Approach to the Patient With Functional Visual Loss


Every measure of visual function that requires the patient to respond or describe something is, by definition, subjective. In other words, patient cooperation and effort are required to obtain optimal results, especially with regard to testing of visual acuity, stereopsis, color vision, and visual fields.


The diagnosis of functional visual loss is suggested when the examiner can demonstrate that a patient’s behavior and responses to testing are inconsistent with an organic lesion. The diagnosis is confirmed when the examiner is able to prove, by some of the methods described later, that the patient has better vision than he or she claims. Although often tempting, the diagnosis of functional visual loss should not be made unless normal acuity and visual fields can be established and the pupillary and ophthalmoscopic examinations are also normal.

Alteration of the Patient–Physician Relationship

Often the examiner can immediately recognize that a patient’s behavior is inappropriate. This type of behavior frequently suggests the vision loss is functional and often sets the tone of the patient–physician interaction. The patient may be overly stoic or dramatic. Hostile, suspicious, flirtatious, or excessively cooperative behavior should make the examiner suspicious of functional visual loss. However, prejudices should not interfere with or alter the examiner’s empathetic attitude. The caring and genuinely concerned examiner will be the most successful at applying the tests that ultimately prove functional visual loss. Disbelieving or confrontational behavior is likely to make the patient uncooperative with testing.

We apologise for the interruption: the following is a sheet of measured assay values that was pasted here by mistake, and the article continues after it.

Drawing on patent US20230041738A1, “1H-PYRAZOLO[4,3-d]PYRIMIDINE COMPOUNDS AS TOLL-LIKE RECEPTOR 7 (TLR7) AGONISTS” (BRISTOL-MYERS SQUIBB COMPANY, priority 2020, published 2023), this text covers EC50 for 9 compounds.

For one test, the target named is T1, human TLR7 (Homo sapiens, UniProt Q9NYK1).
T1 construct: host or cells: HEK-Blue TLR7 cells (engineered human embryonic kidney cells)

Patterns of Functional Visual Loss

In most patients with nonorganic loss of vision, acuity and visual fields are both affected to some extent. However, several studies have suggested that the most common pattern is visual acuity loss with normal visual fields. Although it is somewhat artificial, the various techniques used to identify functional visual loss are described according to the level of visual dysfunction and whether the visual loss is monocular or binocular. It is essential that the examiner becomes familiar and comfortable with a few of the techniques that are used to identify functional visual loss. The testing should be performed in a routine and skillful manner without making the patient suspicious that the agenda is to prove functional visual loss.

It is important for the reader to note that while these techniques aim to prove that the vision is better than the patient claims, some of them are able to establish the actual level of vision in the supposed bad eye or eyes.

Total Blindness

Observation . Throughout the course of the doctor–patient encounter the examiner must carefully observe the patient for behavior incompatible with the degree of alleged vision loss. Truly blind persons will always proceed cautiously around office furniture and equipment. They feel their way, and they will often bump into objects. Patients with functional visual loss, particularly deliberate malingerers, will move quickly and purposely bump objects but never fall or harm themselves. The examiner might intentionally line up the room with obstacles in the patient’s direct path to see how he or she navigates the room. Most truly blind patients will look in the direction of the examiner’s voice. The deliberate malingerer might not look at or may even avoid eye contact with the examiner, assuming that without vision, auditory clues would be inadequate to locate the other individuals in the room. Patients with functional vision loss may wear sunglasses for no apparent reason, and such individuals have a high rate of seeking secondary gain and often a diffusely positive review of systems. We have seen patients who took on the physical appearance, behavior, and head movements of famous blind people commonly seen in the media.